By Manolis Kostidis – Ankara
The election of Recep Tayyip Erdogan as Turkish president has raised new questions about his successor as Prime Minister.
The central committee of the ruling AKP party chaired by Erdogan, decided to call a convention on August 27 to elect the new president of the party who will probably also be the new prime minister.
The date is thought to have some significance as the term of the current President of Turkey, Abdullah Gul, expires August 28 and he will not be able to participate in proceedings or stand for the leadership of the party.
Some political analysts say that Erdogan is trying to stop Gul from running. Potential successors include Foreign minister Ahmet Davutoglu and former Transport minister Binali Yildirim.
In an interview recently, Gul stressed that after his time in office is up he will “return to the party he co-founded” showing his intentions to be politically active.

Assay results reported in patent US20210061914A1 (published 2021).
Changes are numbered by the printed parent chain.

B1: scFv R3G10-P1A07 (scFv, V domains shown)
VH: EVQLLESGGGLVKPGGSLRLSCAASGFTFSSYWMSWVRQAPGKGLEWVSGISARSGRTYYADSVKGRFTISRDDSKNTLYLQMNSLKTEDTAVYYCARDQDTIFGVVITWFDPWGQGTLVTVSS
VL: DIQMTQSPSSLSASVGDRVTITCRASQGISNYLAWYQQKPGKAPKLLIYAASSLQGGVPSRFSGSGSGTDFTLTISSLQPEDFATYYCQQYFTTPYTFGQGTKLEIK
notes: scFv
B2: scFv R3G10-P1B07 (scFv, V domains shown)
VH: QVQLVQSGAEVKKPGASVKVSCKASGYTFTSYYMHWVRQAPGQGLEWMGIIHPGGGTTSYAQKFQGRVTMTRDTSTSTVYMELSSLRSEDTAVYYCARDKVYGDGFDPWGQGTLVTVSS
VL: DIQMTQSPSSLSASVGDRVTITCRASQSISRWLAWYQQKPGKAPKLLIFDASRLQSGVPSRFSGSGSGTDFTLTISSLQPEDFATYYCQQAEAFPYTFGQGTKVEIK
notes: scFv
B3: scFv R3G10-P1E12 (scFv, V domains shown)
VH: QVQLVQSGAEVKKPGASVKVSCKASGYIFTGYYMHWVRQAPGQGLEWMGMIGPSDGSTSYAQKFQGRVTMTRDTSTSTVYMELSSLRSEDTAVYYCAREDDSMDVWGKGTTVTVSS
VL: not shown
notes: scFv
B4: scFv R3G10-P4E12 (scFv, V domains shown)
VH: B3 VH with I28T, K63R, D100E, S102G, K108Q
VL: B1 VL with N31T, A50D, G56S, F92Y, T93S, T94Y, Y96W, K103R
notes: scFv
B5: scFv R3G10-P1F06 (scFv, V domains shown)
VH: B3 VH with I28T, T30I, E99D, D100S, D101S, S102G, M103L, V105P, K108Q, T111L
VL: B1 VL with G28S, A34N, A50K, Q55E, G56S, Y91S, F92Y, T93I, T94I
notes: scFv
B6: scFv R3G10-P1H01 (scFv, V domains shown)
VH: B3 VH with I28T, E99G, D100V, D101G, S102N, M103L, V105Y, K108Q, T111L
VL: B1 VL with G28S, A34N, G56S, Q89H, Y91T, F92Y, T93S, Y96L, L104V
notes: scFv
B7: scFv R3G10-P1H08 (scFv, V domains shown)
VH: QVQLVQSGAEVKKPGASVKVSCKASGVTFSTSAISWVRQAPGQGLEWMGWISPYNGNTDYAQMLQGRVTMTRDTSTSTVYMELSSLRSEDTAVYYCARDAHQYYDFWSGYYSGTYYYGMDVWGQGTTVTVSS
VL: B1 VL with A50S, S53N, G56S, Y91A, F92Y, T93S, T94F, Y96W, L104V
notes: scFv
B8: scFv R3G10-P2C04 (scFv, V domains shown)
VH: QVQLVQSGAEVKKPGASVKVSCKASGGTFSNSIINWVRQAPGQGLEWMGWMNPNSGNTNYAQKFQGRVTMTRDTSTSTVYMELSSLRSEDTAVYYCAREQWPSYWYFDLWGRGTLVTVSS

Plenty of political dealing is set to take place in Ankara over the coming days with Erdogan attempting to control the AKP despite being elected in a non-partisan position.
The ultimate goal of Turkey’s new President is to change the country’s political system from parliamentary to presidential so that he enjoys more powers during the five years he will reside at the presidential palace in Ankara’s Çankaya hill.
To achieve this goal changes to the constitution are necessary which need a majority of two thirds in parliament. Erdogan hopes he will able to make these changes after parliamentary elections in March 2015.
Turkey’s largest opposition newspaper, Sözcü,says “Erdogan is trying to find the plant pot to place in the Prime Minister’s office so he could rule as he wishes. The question is who will agree to act like a pot”.